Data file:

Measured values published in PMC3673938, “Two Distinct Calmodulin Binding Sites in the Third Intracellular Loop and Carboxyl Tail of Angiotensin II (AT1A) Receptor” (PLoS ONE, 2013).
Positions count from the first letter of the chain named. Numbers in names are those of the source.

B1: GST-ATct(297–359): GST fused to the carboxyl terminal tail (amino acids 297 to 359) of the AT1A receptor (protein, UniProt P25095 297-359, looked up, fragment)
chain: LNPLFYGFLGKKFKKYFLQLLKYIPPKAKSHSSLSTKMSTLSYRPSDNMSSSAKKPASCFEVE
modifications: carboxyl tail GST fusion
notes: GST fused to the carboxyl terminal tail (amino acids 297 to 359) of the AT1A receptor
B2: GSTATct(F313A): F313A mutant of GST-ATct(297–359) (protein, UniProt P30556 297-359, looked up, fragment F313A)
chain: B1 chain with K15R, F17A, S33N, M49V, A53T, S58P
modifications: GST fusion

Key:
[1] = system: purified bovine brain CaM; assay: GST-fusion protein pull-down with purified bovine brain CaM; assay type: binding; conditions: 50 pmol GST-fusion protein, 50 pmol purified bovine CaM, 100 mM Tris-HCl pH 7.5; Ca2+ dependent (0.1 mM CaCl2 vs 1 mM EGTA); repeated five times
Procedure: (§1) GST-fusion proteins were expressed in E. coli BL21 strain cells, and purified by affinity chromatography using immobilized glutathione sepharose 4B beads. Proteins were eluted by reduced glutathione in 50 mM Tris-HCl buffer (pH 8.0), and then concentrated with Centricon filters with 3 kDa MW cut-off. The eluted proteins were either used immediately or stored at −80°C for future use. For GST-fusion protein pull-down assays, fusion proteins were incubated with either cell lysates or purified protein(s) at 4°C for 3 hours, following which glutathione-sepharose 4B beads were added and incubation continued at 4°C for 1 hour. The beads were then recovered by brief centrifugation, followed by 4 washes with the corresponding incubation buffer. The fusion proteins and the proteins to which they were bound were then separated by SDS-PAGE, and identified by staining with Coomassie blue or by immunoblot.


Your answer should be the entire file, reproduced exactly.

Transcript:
Measured values published in PMC3673938, “Two Distinct Calmodulin Binding Sites in the Third Intracellular Loop and Carboxyl Tail of Angiotensin II (AT1A) Receptor” (PLoS ONE, 2013).
Positions count from the first letter of the chain named. Numbers in names are those of the source.

B1: GST-ATct(297–359): GST fused to the carboxyl terminal tail (amino acids 297 to 359) of the AT1A receptor (protein, UniProt P25095 297-359, looked up, fragment)
chain: LNPLFYGFLGKKFKKYFLQLLKYIPPKAKSHSSLSTKMSTLSYRPSDNMSSSAKKPASCFEVE
modifications: carboxyl tail GST fusion
notes: GST fused to the carboxyl terminal tail (amino acids 297 to 359) of the AT1A receptor
B2: GSTATct(F313A): F313A mutant of GST-ATct(297–359) (protein, UniProt P30556 297-359, looked up, fragment F313A)
chain: B1 chain with K15R, F17A, S33N, M49V, A53T, S58P
modifications: GST fusion

Key:
[1] = system: purified bovine brain CaM; assay: GST-fusion protein pull-down with purified bovine brain CaM; assay type: binding; conditions: 50 pmol GST-fusion protein, 50 pmol purified bovine CaM, 100 mM Tris-HCl pH 7.5; Ca2+ dependent (0.1 mM CaCl2 vs 1 mM EGTA); repeated five times
Procedure: (§1) GST-fusion proteins were expressed in E. coli BL21 strain cells, and purified by affinity chromatography using immobilized glutathione sepharose 4B beads. Proteins were eluted by reduced glutathione in 50 mM Tris-HCl buffer (pH 8.0), and then concentrated with Centricon filters with 3 kDa MW cut-off. The eluted proteins were either used immediately or stored at −80°C for future use. For GST-fusion protein pull-down assays, fusion proteins were incubated with either cell lysates or purified protein(s) at 4°C for 3 hours, following which glutathione-sepharose 4B beads were added and incubation continued at 4°C for 1 hour. The beads were then recovered by brief centrifugation, followed by 4 washes with the corresponding incubation buffer. The fusion proteins and the proteins to which they were bound were then separated by SDS-PAGE, and identified by staining with Coomassie blue or by immunoblot.